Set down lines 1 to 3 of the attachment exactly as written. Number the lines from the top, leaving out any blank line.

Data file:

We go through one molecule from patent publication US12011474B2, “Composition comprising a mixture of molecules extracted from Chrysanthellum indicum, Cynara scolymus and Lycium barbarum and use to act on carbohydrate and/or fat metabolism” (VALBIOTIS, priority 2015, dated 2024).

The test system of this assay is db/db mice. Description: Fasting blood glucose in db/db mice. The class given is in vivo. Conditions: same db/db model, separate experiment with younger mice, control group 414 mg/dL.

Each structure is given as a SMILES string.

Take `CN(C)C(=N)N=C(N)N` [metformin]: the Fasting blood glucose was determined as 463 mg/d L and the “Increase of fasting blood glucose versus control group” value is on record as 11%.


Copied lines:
We go through one molecule from patent publication US12011474B2, “Composition comprising a mixture of molecules extracted from Chrysanthellum indicum, Cynara scolymus and Lycium barbarum and use to act on carbohydrate and/or fat metabolism” (VALBIOTIS, priority 2015, dated 2024).

The test system of this assay is db/db mice. Description: Fasting blood glucose in db/db mice. The class given is in vivo. Conditions: same db/db model, separate experiment with younger mice, control group 414 mg/dL.

Each structure is given as a SMILES string.